Many women have heard of erectile dysfunction, which occurs in men when they cannot have an erection. Generally, the causes of impotence are usually psychological and have nothing to do with the man not feeling pleasure. As women, we also suffer from the inability to open ourselves up to penetration (even from a tampon) for psychological reasons, and this is what is known as vaginismus.
Although it is not a very well-known term, vaginismus is the difficulty during sex with penetration due to the involuntary contraction of the pelvic floor muscles. This causes what is known as vestibulodynia, which is unexplained pain experienced in the first part of the vaginal canal before any of the stimuli described above.
Basically, it means that your vagina narrows more than it should when you insert any object into it such as a menstrual cup, equipment for gynecological studies, or even during sexual intercourse.
The first thing we want to clarify is that you’re not responsible or guilty for it happening, nor does it mean that you don’t feel pleasure when you’re with your partner. Vaginismus has other underlying causes and can be minor or more severe depending on each woman.
Before continuing, it’s important to note that this type of narrowing and vestibulodynia shouldn’t be confused with dyspareunia (pain during intercourse).
Why Does Vaginismus Occur?
Vaginismus can be identified and diagnosed from adolescence, when girls unsuccessfully attempt to put on a tampon, or at later ages when they try to have sex that is painful or very uncomfortable.
As stated earlier, it occurs when the vaginal walls do not allow passage into the vagina. Although these are physical responses from the body, in most cases it is based on psychological reasons. These may be:
- Anxiety before penetration is one of the most common causes, which narrows the vaginal canal because of fear experienced at the time of penetration, making the act more uncomfortable and difficult. The fear of suffering pain could cause the same thing to happen in the future.
- Another reason is the fear of pregnancy, sexually transmitted diseases, trauma from an event such as rape, poor body image, or even dislike or fear of a partner.
- Often a lack of information and education on sexual organs can lead to fear and aversion to such things. Visits to the gynecologist which ended up being uncomfortable or traumatic can also produce fear during coitus and thus, vaginismus.
Of course, there are also physical causes such as endometriosis and other pelvic inflammatory diseases, hemorrhoids, recurring candidiasis, etc.
How do I Know if I Have This Condition?
To identify if you suffer from vaginismus, it is necessary to rule out that the source of the discomfort is involuntary responses from the pelvic muscles and that it is not related to dyspareunia.
That being said, the signs you may be experiencing vaginismus are:
- Inability or difficulty upon inserting more than two fingers into the vagina.
- Difficulty inserting a tampon or menstrual cup.
- Pain during intercourse from the feeling of having a very narrow vagina.
- Excessive discomfort when inserting devices during gynecological examinations.
Furthermore, if you are aware that you may be having symptoms of anxiety before penetration, or if you have had any trauma related to your genitals or sexual intercourse, you may have a case of vaginismus.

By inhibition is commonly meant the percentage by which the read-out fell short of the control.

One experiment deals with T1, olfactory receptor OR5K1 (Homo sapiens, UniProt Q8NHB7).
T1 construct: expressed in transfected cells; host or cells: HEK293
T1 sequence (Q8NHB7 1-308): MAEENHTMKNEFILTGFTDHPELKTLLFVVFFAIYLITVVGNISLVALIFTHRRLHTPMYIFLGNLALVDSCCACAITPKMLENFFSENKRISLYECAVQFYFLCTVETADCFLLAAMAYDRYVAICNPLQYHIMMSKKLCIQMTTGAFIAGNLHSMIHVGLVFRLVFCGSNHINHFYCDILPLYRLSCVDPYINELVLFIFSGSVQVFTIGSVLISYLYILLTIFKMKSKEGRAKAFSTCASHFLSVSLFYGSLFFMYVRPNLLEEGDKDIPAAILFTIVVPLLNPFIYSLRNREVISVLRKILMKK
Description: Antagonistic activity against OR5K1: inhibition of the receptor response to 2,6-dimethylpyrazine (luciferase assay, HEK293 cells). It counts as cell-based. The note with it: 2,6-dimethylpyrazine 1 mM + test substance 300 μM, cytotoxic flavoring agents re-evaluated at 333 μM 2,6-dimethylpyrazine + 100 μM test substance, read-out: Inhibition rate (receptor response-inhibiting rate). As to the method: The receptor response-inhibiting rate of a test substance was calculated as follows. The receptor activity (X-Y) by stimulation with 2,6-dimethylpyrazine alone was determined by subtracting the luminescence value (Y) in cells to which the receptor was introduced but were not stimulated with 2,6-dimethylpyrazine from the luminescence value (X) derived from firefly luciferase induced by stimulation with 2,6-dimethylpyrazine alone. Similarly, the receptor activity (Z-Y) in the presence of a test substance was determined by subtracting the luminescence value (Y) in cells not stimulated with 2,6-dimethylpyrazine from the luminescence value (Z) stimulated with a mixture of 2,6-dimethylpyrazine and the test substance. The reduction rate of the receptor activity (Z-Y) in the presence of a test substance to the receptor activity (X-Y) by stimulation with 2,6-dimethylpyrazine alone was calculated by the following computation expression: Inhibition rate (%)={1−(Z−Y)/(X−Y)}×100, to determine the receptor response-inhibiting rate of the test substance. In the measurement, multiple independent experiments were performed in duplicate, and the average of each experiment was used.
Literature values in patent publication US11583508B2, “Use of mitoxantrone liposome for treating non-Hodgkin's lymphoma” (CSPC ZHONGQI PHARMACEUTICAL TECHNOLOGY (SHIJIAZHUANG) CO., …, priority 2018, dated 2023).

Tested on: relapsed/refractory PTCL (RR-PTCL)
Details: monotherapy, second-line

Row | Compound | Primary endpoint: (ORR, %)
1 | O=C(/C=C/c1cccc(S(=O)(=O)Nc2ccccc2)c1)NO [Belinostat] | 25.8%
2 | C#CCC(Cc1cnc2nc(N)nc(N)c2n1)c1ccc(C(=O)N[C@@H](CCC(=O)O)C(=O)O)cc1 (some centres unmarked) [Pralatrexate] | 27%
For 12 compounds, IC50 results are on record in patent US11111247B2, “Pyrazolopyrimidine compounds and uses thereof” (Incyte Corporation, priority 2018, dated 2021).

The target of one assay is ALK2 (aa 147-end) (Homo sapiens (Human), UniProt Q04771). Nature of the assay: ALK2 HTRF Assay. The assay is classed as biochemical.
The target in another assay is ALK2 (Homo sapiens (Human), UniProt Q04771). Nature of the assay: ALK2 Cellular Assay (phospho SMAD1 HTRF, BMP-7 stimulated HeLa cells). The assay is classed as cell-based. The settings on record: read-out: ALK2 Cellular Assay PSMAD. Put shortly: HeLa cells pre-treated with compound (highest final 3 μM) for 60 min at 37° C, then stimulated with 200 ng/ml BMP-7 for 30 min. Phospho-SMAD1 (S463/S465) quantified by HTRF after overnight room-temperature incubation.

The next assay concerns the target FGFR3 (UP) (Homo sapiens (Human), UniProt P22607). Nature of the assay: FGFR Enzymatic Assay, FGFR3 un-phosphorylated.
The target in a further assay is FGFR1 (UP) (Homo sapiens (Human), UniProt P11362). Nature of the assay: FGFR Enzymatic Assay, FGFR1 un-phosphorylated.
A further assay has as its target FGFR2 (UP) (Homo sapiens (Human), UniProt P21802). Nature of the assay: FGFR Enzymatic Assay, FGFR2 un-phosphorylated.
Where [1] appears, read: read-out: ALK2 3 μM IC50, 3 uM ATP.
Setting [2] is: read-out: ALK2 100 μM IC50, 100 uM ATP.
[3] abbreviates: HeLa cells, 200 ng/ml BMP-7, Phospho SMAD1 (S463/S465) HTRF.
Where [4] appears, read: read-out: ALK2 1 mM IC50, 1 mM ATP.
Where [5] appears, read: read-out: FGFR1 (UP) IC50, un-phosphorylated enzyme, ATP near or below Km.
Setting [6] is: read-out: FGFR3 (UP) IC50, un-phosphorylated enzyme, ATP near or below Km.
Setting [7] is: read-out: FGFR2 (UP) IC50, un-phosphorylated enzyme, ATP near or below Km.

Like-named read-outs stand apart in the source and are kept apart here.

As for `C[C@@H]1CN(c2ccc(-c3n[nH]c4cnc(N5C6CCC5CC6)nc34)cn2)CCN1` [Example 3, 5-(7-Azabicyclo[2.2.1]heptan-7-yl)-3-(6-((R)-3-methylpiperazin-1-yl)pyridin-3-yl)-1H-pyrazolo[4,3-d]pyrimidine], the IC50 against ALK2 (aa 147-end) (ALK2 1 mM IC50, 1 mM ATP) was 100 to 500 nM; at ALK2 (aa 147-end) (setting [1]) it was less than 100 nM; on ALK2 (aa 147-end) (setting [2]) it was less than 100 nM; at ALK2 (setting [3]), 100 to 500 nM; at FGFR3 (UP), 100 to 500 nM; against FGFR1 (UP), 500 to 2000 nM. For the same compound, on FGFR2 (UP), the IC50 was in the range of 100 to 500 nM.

Treatments for Vaginismus: Can it be beaten?
This is a condition that affects many women and can end up interfering with a couple’s sex life. Additionally, many may wonder, “Am I doomed to use sanitary pads for the rest of my life because I can’t wear a menstrual cup?”
Fortunately, the issues causing vaginismus can be treated most of the time. Depending on the type of vaginismus (primary when it occurs from the first time having sex or secondary if it occurs later), you can determine which treatment is most appropriate in your case.
If you know that these issues originate from the psyche, psychological therapy can help you overcome anxiety, fear, and trauma and, therefore, leave vaginismus behind. Going to both a physiotherapist and a sexologist can help you to reduce this condition.
There are vaginal dilators, which are devices that help to open the vagina gradually, and which may be recommended by competent specialists for treatment.
Nevertheless, you should always consult with your doctor if you know that it could be due to physical situations like recurrent candidiasis or other vaginal infections, sexually-transmitted diseases, endometriosis, or if you have given birth recently by C-section.
As a situation that can affect both you and your partner, it’s best to talk about it together and become informed and educated so that your partner can support you during your recovery. Sex is a fundamental part of being a healthy couple, so communication is vital for a healthy relationship.
Another question: Can I use a menstrual cup if I suffer from vaginismus?
The menstrual cup is a device that is very safe for both the body and the environment. However, your comfort comes first– so once you have improved with the treatment authorized by your doctor or physiotherapist, you can use it perfectly.
However, if even with treatment and therapy you still feel pain or find it very difficult inserting the menstrual cup, it’s best not to force it in.
At Sileu, we are here to advise you through five advisory mechanisms by which you can communicate with us. Do not hesitate to ask us to resolve any concerns.